The vendor is offering a new control switch and access nodes to simplify the management of increasingly complex campus networks.
Dell is rolling out an array of networking products designed not only to simplify campus environments, but also to address the growing demand for bandwidth in data centers.
The vendor on Sept. 24 introduced a unified architecture for campus networks that includes networking nodes and a switch that when used together creates a single-layer architecture with a single management point for the entire infrastructure.
At the same time, Dell added to its open networking portfolio with the S6100-ON switch, which can run multiple port speeds, ranging from 10 Gigabit Ethernet to 100GbE, and is aimed at big data, cloud and virtualization environments.
The new offerings are part of Dell's larger effort to take a holistic approach to enterprise networking, running from the data center and out to the campus, according to Tom Burns, vice president and general manager of Dell Networking and Enterprise Infrastructure.
"It's not just addressing the area of the data center, where bandwidth [demand] is never-ending," Burns told eWEEK
. "In the campus, new architectures and applications … are really going to change how they're doing networking today."
In campus environments, organizations are looking for ways to increase scalability while making management less complex, according to Dell officials. What's needed is a new architecture that offers a single point of control for the entire campus for such jobs as quality of services, policy provisioning and software upgrades, Burns said. That means creating a single logical network that can be managed for the entire infrastructure—from access to core. It also can easily be scaled by adding switching as needed and by support for 100GbE; it also supports industry-standard protocols that enable customers to re-deploy the vendor's N-series switches as access nodes for the new architecture.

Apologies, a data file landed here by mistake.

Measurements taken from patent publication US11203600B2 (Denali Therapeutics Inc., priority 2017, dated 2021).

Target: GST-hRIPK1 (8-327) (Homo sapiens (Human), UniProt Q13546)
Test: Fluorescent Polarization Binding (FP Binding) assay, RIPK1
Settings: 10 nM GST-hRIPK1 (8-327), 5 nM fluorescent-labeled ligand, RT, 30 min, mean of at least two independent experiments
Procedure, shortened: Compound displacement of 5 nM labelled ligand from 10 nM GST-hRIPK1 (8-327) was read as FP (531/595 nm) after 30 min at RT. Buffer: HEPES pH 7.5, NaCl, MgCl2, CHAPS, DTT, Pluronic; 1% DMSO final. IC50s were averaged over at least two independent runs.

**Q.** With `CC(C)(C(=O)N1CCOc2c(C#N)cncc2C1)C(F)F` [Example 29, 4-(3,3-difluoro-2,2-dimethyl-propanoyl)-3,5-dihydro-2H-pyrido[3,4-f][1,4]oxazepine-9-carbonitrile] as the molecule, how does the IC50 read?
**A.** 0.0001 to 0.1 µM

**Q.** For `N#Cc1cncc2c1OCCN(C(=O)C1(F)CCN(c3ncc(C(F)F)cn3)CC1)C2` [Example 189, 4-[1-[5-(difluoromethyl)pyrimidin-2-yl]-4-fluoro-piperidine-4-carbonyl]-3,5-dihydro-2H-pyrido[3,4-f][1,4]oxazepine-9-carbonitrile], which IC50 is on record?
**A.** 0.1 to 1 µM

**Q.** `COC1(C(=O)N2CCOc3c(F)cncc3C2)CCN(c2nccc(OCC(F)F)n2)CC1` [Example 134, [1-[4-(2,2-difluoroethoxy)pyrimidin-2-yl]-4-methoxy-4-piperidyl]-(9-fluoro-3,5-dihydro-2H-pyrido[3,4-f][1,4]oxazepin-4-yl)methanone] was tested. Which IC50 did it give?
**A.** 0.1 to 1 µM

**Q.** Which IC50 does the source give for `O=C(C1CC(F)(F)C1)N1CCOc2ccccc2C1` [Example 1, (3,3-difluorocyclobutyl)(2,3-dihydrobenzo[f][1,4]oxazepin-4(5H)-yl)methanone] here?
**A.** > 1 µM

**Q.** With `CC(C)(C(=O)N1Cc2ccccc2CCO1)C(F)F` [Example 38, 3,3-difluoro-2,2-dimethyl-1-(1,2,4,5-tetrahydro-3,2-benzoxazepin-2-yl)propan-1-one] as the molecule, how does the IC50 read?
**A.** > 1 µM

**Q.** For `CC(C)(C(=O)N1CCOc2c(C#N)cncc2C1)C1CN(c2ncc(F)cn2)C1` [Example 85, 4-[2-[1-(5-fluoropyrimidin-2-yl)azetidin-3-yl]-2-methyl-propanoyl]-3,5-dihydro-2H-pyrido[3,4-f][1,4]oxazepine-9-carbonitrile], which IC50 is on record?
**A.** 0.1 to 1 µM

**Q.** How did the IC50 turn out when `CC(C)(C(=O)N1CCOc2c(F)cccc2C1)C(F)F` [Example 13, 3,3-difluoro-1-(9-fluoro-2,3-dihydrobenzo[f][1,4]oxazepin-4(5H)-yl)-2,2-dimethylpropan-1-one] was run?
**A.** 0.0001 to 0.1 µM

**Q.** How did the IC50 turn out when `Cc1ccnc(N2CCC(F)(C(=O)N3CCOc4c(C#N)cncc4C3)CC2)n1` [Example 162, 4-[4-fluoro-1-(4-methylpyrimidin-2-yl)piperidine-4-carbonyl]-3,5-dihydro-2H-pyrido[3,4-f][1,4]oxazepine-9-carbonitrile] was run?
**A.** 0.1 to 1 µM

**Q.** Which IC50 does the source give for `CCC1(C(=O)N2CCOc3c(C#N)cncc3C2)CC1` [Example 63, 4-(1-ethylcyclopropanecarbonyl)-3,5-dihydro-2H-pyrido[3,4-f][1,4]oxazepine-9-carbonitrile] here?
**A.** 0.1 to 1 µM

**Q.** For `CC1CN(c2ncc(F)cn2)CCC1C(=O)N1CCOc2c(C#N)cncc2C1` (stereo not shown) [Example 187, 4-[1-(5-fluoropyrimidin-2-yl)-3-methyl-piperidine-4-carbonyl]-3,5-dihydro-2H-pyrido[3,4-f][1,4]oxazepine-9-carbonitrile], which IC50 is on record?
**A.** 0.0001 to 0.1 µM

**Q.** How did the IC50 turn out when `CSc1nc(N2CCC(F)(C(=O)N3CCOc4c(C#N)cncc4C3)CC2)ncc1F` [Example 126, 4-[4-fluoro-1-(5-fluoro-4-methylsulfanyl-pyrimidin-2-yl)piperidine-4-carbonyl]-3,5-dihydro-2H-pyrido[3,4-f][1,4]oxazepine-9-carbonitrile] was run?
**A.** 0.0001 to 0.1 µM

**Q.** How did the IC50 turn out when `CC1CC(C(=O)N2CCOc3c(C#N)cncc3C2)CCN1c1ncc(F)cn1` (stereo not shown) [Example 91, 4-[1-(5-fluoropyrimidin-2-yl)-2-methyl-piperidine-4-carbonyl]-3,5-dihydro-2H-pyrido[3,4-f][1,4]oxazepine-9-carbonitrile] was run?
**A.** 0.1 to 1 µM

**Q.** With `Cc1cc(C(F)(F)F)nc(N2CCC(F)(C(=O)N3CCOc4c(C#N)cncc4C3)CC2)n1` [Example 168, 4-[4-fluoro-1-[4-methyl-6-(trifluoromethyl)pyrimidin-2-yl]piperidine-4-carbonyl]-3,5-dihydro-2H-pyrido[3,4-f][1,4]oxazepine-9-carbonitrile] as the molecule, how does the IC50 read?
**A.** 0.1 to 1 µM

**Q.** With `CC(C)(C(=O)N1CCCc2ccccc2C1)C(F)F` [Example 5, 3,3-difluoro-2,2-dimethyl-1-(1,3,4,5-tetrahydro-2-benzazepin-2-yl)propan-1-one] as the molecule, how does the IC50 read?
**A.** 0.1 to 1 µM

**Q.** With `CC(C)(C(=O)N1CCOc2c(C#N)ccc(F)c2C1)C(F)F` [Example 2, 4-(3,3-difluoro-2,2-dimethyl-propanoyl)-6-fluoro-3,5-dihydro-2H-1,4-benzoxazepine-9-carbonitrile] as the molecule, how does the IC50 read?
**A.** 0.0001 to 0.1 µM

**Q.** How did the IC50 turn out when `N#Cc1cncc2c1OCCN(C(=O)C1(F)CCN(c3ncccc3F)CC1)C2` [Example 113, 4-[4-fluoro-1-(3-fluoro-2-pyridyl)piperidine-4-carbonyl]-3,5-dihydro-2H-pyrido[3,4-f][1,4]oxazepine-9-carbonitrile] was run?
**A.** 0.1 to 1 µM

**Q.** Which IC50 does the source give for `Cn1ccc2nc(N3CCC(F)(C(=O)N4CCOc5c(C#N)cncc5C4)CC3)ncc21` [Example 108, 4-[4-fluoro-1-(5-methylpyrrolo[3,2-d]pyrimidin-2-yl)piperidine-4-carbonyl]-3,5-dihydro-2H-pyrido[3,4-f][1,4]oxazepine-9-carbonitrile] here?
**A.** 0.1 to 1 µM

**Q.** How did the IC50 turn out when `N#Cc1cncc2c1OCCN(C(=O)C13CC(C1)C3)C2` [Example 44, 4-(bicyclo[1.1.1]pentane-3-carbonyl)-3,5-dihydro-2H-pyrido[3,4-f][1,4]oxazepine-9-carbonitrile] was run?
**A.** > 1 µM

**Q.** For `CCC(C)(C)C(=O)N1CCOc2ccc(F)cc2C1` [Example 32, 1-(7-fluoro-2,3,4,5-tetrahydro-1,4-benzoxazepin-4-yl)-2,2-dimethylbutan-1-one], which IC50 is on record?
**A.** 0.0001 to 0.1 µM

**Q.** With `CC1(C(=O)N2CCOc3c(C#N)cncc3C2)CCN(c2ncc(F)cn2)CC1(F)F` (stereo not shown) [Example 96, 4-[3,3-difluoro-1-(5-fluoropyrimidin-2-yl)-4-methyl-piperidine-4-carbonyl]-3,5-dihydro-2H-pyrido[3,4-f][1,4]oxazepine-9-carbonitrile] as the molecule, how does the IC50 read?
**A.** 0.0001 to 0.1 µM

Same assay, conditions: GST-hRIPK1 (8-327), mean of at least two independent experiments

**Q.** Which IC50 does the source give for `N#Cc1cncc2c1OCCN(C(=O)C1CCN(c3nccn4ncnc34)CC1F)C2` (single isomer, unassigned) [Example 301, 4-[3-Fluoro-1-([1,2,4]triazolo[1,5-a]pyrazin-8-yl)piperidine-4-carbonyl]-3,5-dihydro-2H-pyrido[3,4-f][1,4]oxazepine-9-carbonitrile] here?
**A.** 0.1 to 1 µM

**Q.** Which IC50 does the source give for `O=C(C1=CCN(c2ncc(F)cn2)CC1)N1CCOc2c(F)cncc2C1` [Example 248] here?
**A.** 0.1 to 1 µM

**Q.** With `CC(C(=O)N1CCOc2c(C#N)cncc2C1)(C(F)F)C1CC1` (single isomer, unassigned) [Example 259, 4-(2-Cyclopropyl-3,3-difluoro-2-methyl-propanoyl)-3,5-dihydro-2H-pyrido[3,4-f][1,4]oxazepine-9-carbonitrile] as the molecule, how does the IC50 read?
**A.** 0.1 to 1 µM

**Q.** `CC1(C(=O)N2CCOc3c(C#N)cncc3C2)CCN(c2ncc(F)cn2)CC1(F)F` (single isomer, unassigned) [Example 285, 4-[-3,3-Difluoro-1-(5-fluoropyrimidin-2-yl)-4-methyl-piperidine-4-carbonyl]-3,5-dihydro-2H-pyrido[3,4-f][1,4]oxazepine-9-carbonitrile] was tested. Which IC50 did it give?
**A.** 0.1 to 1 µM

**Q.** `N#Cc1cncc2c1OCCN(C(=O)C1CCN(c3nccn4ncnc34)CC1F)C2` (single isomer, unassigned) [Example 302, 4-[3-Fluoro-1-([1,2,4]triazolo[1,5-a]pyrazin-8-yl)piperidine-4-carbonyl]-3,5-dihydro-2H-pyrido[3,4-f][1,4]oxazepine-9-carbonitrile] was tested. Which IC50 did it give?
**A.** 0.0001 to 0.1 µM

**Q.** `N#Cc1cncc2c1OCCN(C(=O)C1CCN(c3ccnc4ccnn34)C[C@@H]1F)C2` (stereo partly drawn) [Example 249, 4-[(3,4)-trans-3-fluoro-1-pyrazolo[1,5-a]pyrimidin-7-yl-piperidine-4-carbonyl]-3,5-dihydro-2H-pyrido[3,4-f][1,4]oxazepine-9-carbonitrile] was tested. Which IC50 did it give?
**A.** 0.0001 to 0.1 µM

Dell's new C9010 Network Director is a modular switch that can centrally manage up to 4,000 virtual ports; the switch supports 10GbE and 40GbE now, and will be able to support 100GbE in the future. With the C9010, customers can manage multiple switches through a single point of control, so if an upgrade is needed, the nodes can be upgraded centrally through the network director rather than having to go to each node individually.
"You can think of it as a single switch from a management standpoint, but it's really managing [a number of] switches," Burns said.
While the C9010 can work with existing N-series nodes, its capabilities around simplicity and scalability will expand when paired with the new C1048 Rapid Access Nodes, according to company officials. The new nodes will offer enhanced power-over-Ethernet (PoE) and greater throughput, and the C1048P can be deployed either stand-alone or as part of a stack, and can easily be added to the infrastructure as needed.
Both the C9010 Network Director and C1048 access nodes will be available in October.
In the first quarter of 2016, Dell will launch the S6100-ON, a switch that brings greater flexibility to the data center, according Burns. The system will offer from 128 ports of 10GbE to 32 ports of 100GbE, with options for 25GbE, 30GbE and 50GbE, and will include choices of either QSFP28 or CXP ports.
It also adds to Dell's Open Networking initiative, in which the vendor offers branded switches that can run third-party software, such as Linux-based network operating systems from Cumulus Networks and Pluribus Networks
, Midokura's network virtualization software and Big Switch Networks' software-defined networking (SDN) platform. They also can run Dell's own networking OS.
Dell introduced the Open Networking strategy in early 2014 to push back at the trend fueled by SDN and network-functions virtualization (NFV) toward using low-cost commodity white-box
and bare-metal switches in the data center, and to offer customers greater flexibility in the software they can run on Dell equipment. Through the initiative, Dell can offer switches that are less expensive and more open than traditional networking hardware. They're more expensive than white boxes, but offer support and services from a tier-one vendor that systems from original-design manufacturers can't provide.
A number of other networking vendors, including Hewlett-Packard
and Juniper Networks, offer similar "brite box" products.